Warm water pelagic run will stick around longer
  |  First Published: March 2017

The arrival of the warmer water off Sydney was later than usual this season. This often means it will stay around a month or two longer, as will the fish that arrived with it.

Solid bait schools are roaming the offshore currents with plenty of predators in tow. There have been good reports of striped marlin lately. Additionally, mahimahi of all sizes are readily taking baits and lures. Our inshore reefs and many local headlands are holding kings and snapper. Great battles have been fought from the stones and from boat fishos casting stickbaits and poppers.

Emerson Spina fished for striped marlin off Sydney Heads around the 70 fathom mark and got a 50kg+ model which took a liking to a small trolled skirted lure in a three-rod spread. Emerson said there was plenty of bait and lots of bird activity in the area, with a water temp of only 23°C.

The peninsula’s charter operators have been busy. Mahimahi and kingfish are popular targets at this time of year, and you won’t find a better time to get out and get amongst the fish. Nick Danes landed some great ones recently and Oceanhunter skipper Vic Levett reports there are black marlin around the 40 fathom line. Decent numbers of kingfish are on our local inshore reefs, plenty of big squid have moved in and snapper are also being taken down deep.

The harbour has schools of tailor and salmon on the move now, with mac tuna and bonito captures also being recorded. Good flathead are taking soft plastic vibes around the drop-offs at Clontarf and the Spit, while Grotto Point is providing whiting on the flats. Kingfish are working the east coast headlands, taking poppers and live baits.

The harbour hairtail are thinning out now, and it may be some time before we see another three-month bite like the one just witnessed on the northside. After fishing the harbour for most of my life, you could count the number of hairtail captures I’ve heard of on one hand. It’s a terrific time of year to get anglers of all ages out for a fish, particularly the beginners like Fletcher, who recently caught his first leatherjacket on his new Spiderman combo.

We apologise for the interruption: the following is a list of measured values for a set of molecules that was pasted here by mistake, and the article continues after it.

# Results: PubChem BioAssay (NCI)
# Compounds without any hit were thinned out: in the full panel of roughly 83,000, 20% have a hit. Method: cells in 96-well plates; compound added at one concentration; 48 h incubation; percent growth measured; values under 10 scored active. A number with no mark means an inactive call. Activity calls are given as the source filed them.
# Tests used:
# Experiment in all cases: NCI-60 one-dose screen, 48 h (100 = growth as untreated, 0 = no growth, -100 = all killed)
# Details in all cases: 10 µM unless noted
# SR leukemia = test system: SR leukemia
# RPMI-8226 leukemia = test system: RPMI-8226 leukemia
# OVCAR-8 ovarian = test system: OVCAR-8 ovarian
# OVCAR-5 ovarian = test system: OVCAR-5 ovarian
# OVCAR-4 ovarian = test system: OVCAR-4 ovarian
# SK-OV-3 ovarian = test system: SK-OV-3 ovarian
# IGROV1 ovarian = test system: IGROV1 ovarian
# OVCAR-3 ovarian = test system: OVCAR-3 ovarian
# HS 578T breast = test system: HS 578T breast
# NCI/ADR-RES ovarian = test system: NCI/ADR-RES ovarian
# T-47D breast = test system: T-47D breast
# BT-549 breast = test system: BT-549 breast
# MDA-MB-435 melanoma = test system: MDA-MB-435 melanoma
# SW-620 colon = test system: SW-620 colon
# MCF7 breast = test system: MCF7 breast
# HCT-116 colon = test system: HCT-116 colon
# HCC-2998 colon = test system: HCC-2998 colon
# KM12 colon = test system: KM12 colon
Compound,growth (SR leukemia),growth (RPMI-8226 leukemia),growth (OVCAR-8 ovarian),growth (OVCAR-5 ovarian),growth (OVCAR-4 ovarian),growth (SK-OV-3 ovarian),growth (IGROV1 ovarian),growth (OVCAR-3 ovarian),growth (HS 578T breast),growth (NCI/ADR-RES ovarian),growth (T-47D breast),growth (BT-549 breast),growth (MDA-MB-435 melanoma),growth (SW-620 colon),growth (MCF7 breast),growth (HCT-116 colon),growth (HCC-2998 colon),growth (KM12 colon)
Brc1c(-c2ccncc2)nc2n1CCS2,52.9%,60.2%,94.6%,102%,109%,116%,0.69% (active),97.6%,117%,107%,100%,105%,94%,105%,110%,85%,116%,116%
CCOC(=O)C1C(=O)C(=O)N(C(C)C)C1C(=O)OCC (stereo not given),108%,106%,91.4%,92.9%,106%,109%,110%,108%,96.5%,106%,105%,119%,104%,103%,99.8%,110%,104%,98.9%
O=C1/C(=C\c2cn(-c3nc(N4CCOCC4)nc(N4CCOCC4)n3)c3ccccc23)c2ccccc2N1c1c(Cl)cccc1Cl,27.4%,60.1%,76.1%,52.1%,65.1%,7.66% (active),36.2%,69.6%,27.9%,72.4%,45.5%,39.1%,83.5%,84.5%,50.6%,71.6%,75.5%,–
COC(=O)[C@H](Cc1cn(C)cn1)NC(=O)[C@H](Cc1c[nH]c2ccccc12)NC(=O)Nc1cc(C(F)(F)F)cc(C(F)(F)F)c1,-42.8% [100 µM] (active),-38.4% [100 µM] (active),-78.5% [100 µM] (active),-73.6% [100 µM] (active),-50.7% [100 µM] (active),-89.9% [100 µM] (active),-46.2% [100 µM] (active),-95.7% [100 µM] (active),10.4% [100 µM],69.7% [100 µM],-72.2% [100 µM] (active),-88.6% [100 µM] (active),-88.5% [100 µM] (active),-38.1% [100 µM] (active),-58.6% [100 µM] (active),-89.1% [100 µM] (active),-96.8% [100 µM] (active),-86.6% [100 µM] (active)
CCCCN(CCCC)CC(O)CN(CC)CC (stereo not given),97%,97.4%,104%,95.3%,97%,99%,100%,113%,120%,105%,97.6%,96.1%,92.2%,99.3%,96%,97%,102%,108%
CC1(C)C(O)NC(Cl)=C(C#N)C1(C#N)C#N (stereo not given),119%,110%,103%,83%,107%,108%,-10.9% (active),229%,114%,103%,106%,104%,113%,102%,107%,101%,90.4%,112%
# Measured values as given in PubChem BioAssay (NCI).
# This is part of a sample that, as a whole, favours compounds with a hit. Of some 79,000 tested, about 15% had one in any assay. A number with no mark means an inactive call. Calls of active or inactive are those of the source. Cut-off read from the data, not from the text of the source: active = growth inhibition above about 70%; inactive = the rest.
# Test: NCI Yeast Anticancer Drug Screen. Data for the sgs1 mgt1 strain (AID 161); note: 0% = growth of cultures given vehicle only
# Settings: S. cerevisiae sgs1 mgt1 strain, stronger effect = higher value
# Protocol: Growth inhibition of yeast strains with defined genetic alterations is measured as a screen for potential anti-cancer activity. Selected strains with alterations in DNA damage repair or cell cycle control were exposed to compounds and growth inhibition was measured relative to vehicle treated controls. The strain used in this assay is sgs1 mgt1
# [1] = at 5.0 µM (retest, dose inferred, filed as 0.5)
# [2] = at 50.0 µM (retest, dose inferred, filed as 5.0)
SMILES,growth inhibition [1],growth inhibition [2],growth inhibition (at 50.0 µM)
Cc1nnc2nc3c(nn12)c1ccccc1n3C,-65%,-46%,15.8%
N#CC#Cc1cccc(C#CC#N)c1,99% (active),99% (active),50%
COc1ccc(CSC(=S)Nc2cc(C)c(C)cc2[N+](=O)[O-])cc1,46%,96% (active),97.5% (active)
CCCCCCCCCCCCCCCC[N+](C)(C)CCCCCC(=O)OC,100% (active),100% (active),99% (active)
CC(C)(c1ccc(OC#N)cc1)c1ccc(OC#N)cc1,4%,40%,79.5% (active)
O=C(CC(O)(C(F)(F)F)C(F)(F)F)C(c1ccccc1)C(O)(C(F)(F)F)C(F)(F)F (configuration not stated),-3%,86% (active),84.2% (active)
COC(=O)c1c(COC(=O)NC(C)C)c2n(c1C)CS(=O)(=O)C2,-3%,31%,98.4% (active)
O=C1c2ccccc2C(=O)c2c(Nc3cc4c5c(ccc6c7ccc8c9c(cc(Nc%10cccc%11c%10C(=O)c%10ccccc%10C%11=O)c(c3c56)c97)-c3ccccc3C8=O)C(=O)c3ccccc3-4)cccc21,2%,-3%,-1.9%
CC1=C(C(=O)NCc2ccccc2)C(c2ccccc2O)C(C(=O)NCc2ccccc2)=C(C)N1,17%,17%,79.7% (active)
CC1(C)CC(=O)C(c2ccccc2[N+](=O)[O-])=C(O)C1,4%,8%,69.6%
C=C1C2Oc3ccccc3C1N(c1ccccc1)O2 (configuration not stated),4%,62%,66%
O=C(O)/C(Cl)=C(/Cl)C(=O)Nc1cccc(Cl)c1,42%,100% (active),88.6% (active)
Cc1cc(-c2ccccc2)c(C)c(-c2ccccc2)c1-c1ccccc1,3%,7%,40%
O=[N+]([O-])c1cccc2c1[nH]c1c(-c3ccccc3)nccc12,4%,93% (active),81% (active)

The rocks are providing successful platforms to fish baits and spin lures from for the topwater species heading south. Kevin Harbord recently landed a good king from the stones while live baiting. Hardly a day is going by at the moment when we don’t hear of a good session being had.

Some locations along North Head have been closed due to rock falls. I contacted the National Parks and Wildlife Service and was assured that these closures are only temporary, and will be lifted once any works required have been completed.

The beaches are picking up now as the warmer ocean currents move south. Manly, Dee Why, South Curly, Narra and Palmy have all had good schools of salmon and tailor beyond the breakers, and long casting metal slugs is a popular technique. Fishing from the beach near the rocks at Manly and Dee Why has even seen a few rat kings hooked on slugs. Some 30lb braid and a 9’0” graphite rod is terrific for covering the cast distance with a 60-70g lure, and will put you well over the back of the suds. Whiting are holding on most beaches, with dawn and dusk the best times to get some on beachworms. Be prepared to move up and down the beach as these schools are moving with the tides. The run-out tide has been a good time to get out chasing them.

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